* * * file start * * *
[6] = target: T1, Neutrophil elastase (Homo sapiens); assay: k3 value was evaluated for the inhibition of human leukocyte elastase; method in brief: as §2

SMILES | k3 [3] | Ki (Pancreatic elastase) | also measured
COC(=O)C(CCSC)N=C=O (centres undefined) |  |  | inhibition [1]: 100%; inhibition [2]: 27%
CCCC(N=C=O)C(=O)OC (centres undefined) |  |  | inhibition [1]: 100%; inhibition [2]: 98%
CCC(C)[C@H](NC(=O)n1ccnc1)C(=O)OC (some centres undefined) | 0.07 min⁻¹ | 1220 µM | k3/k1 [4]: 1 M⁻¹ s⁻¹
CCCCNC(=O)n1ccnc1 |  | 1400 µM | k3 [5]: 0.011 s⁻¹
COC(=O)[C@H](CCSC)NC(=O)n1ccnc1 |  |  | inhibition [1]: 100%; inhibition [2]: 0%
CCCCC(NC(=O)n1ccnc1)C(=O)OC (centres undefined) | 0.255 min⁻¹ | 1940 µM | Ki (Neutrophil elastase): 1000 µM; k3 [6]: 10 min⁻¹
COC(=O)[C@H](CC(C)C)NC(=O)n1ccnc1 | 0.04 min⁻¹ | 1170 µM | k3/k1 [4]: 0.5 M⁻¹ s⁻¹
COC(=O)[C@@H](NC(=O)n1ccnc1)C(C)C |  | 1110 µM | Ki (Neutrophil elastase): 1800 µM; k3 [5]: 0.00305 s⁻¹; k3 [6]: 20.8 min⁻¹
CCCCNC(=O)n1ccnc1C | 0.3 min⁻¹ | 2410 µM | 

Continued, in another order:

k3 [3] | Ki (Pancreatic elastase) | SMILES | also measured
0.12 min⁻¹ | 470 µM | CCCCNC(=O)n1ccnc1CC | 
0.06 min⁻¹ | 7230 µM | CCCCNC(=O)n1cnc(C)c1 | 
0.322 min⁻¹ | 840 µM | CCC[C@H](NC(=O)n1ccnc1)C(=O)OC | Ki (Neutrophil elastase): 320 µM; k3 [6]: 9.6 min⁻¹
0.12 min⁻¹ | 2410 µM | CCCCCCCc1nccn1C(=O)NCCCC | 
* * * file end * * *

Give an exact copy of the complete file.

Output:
[6] = target: T1, Neutrophil elastase (Homo sapiens); assay: k3 value was evaluated for the inhibition of human leukocyte elastase; method in brief: as §2

SMILES | k3 [3] | Ki (Pancreatic elastase) | also measured
COC(=O)C(CCSC)N=C=O (centres undefined) |  |  | inhibition [1]: 100%; inhibition [2]: 27%
CCCC(N=C=O)C(=O)OC (centres undefined) |  |  | inhibition [1]: 100%; inhibition [2]: 98%
CCC(C)[C@H](NC(=O)n1ccnc1)C(=O)OC (some centres undefined) | 0.07 min⁻¹ | 1220 µM | k3/k1 [4]: 1 M⁻¹ s⁻¹
CCCCNC(=O)n1ccnc1 |  | 1400 µM | k3 [5]: 0.011 s⁻¹
COC(=O)[C@H](CCSC)NC(=O)n1ccnc1 |  |  | inhibition [1]: 100%; inhibition [2]: 0%
CCCCC(NC(=O)n1ccnc1)C(=O)OC (centres undefined) | 0.255 min⁻¹ | 1940 µM | Ki (Neutrophil elastase): 1000 µM; k3 [6]: 10 min⁻¹
COC(=O)[C@H](CC(C)C)NC(=O)n1ccnc1 | 0.04 min⁻¹ | 1170 µM | k3/k1 [4]: 0.5 M⁻¹ s⁻¹
COC(=O)[C@@H](NC(=O)n1ccnc1)C(C)C |  | 1110 µM | Ki (Neutrophil elastase): 1800 µM; k3 [5]: 0.00305 s⁻¹; k3 [6]: 20.8 min⁻¹
CCCCNC(=O)n1ccnc1C | 0.3 min⁻¹ | 2410 µM | 

Continued, in another order:

k3 [3] | Ki (Pancreatic elastase) | SMILES | also measured
0.12 min⁻¹ | 470 µM | CCCCNC(=O)n1ccnc1CC | 
0.06 min⁻¹ | 7230 µM | CCCCNC(=O)n1cnc(C)c1 | 
0.322 min⁻¹ | 840 µM | CCC[C@H](NC(=O)n1ccnc1)C(=O)OC | Ki (Neutrophil elastase): 320 µM; k3 [6]: 9.6 min⁻¹
0.12 min⁻¹ | 2410 µM | CCCCCCCc1nccn1C(=O)NCCCC | 